Cameron Run’s Future

Cameron Run’s Future

City Council reevaluates Nova Partnership on Cameron Run Park.

“Now that the Nova Board feels we’re serious about it, now we’re getting somewhere.” — Councilman John Chapman

With all of the discussion going on around the city’s long-term plans for Cameron Run Park, Councilman Timothy Lovain had an idea: take a visit to the park himself and see what kind of activities go on there during the average winter day. The city is in need of greater park space, and its eye has turned towards Cameron Run, dominated by a large aquatic facility that’s closed during the fall and winter.

“It was the middle of the day on Sunday,” said Lovain. “I was there for 45 minutes. One car came into the parking lot, turned around, then drove back out again. A bicyclist stopped at a picnic table. Those were the only other humans I saw. Whatever happens, we need much more intensive and year round use of this park. With the recreation needs we have, that’s imperative.”

The city’s relationship with the Northern Virginia Parks Authority (Nova Parks) over Cameron Run has been a source of frustration at meetings throughout the year as the city decides whether or not to renew its lease. While the City Council ultimately decided at the Dec. 16 meeting to try to continue working with Nova Parks over the next few months to find a mutually agreeable solution, it’s clear something will have to change at Cameron Run.

The City Council voted to endorse seven priorities for Cameron Run park as the guiding principles of the park’s future in city plans. The priorities are for a well maintained and accessible park that fits the needs of city residents year-round. The park should offer some amenities for free and family entertainment for a reasonable cost, while not putting an undue burden on city resources. One priority called for the site to have an aquatic use, though whether that facility is some form of the existing water park of a new indoor facility is to be determined.

Since the topic was brought up for discussion at the Nov. 14 City Council meeting, Jack Browand, division chief for the Department of Recreation, Parks & Cultural Activities, said Nova Parks came to the table with the city to discuss how to frame a potential partnership.

“I’m concerned about continuing a partnership with them,” said Councilman Paul Smedberg. “We have to ask that tough question, have they been good partners up to this point?”

“It’s unfortunate to see, at the last minute, new energy injected into the conversation the city has been talking about for years; about having a year-round space,” said Councilman John Chapman. “Now that the Nova Board feels we’re serious about it, now we’re getting somewhere.”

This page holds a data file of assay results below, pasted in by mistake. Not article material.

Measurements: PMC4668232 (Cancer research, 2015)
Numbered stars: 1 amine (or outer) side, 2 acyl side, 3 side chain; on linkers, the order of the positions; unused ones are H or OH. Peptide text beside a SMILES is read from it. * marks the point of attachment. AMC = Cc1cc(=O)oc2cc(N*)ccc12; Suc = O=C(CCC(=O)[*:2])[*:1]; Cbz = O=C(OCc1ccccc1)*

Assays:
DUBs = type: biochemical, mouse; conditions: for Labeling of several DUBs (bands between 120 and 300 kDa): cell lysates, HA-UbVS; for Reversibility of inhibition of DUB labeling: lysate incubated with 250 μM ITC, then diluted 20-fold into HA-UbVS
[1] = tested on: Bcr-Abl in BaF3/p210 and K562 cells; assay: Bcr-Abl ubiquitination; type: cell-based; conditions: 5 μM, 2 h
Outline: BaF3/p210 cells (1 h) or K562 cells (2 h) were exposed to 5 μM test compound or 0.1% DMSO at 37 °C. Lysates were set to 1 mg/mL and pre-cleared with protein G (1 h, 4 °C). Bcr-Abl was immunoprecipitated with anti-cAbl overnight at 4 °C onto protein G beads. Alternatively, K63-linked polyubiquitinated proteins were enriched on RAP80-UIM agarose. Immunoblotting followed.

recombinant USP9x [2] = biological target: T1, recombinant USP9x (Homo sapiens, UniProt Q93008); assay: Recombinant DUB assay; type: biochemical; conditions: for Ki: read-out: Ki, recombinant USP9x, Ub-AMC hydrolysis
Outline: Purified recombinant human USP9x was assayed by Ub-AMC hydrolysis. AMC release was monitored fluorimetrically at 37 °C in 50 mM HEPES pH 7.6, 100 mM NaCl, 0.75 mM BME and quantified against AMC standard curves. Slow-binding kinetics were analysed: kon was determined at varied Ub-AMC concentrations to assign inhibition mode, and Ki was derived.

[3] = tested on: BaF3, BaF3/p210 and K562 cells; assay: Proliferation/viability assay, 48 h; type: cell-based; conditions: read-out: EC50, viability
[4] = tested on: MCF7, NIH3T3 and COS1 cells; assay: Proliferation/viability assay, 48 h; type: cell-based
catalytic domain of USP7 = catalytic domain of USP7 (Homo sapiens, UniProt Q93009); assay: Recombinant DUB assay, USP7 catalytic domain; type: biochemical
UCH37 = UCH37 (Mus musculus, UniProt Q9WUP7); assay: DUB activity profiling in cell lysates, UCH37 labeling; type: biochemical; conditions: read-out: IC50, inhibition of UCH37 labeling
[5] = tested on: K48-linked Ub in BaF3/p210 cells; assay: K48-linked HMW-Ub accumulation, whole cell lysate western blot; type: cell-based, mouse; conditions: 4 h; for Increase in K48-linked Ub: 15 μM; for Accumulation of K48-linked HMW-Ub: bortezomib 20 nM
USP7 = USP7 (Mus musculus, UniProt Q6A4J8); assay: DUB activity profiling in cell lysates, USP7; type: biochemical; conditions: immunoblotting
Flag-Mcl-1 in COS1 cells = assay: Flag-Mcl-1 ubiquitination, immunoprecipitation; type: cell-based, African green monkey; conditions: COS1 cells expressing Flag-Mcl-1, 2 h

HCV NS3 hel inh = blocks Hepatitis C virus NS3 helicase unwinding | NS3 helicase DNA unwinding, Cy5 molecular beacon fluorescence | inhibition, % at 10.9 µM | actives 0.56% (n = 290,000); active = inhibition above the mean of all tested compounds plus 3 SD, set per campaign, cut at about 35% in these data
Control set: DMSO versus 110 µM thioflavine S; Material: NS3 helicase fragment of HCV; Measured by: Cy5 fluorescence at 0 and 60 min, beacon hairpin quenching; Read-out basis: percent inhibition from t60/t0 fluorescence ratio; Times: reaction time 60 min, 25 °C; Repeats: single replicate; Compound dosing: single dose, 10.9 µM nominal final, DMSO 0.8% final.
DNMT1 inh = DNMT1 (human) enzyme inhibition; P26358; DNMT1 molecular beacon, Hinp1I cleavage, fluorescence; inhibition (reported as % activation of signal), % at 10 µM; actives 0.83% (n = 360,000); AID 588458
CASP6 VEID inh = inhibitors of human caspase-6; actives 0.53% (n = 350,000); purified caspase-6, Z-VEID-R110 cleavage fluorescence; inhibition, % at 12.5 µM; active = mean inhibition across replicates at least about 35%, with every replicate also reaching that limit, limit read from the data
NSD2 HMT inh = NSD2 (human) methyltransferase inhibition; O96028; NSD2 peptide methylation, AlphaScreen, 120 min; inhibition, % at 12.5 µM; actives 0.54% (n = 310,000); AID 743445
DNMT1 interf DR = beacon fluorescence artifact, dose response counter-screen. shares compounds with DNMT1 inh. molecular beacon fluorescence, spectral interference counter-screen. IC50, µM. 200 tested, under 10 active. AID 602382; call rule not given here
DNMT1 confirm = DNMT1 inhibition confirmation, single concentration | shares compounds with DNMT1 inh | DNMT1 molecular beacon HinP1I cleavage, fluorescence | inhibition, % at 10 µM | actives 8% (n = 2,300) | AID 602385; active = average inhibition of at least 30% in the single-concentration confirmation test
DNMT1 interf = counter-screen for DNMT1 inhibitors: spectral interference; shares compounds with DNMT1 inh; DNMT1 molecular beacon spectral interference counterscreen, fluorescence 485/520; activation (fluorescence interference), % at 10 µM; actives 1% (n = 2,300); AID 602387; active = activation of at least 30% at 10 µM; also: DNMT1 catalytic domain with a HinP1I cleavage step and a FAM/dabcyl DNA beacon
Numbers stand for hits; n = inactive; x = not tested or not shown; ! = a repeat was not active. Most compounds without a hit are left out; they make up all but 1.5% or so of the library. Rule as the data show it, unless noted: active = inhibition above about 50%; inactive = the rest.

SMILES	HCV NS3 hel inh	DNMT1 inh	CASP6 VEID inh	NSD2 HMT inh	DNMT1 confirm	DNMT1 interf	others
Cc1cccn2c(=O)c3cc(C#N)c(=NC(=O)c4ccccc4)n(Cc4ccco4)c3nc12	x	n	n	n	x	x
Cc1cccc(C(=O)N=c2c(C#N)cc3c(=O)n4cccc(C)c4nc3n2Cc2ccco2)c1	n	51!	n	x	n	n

Many of the Alexandria citizens speaking on the public hearing expressed similar frustrations about the handling of Cameron Run Park.

“There’s batting cages, but not much else to do there,” said Daniel Beeson, a resident of Cameron Park and representing the Eisenhower Partnership. “There are things that could be done to make it happen. The [Eisenhower] area is going to be a mini-Manhattan… and there’s a 20-30 year process for West End development as well. This will become a central park. It represents a major opportunity for green space for folks living and working there in the near future.’

Jennifer Adkins, chair of park and rec commission, also emphasized the need for year-round facilities at Cameron Run Park and said Nova Parks had been largely non-responsive to requests from the city to work towards that.

“Throughout this process, across many public meetings, we would periodically ask representative of Nova Parks ‘Hey, what about partnering with us to invest in aquatics center or indoor pool use?’ No. How about investing in this way or that way to transform park? The answer was consistently no. At one point, they came up with a plan they said would do something: add a lazy river, which is still a seasonal use, and throw a dog park into a corner to get dog park people to come and testify. It did not reflect an understanding at all of these priorities. [It] did not reflect anything we’d discussed with the public.”

Like Chapman, Adkins said she was happy to hear Nova Parks start to express an interest in partnering towards the goals but was frustrated it took threatening to not renew their lease for it to happen.

“OK, why did this suddenly come up in mid-November?” Adkins said. “Because all of the sudden the city is taking a hard look at this city asset and trying to figure out how to best use it to serve its citizens.”

But for many on the council, despite these frustrations, it was too early to give up quite yet on the Nova Parks partnership.

“I think after 36 years of an arrangement between city and Nova Parks, that in a way, they have earned the right of first refusal to negotiations,” said Lovain. “To strike them completely opens up a can of worms. To have a nine-month window to first try to negotiate with Nova Parks and at the end, if those are unsuccessful, then existing lease will expire.”

As part of the consideration of interim and long-term uses for Cameron Park, the City Council declared that if partnership negotiations based upon the priorities are unsuccessful by Sept. 30, 2018, then the existing lease would expire on July 1, 2021 and the Cameron Run parkland would revert to city control and custody for use for public park and recreation purposed with the goal that it become a recreational complex providing year-round active and passive uses.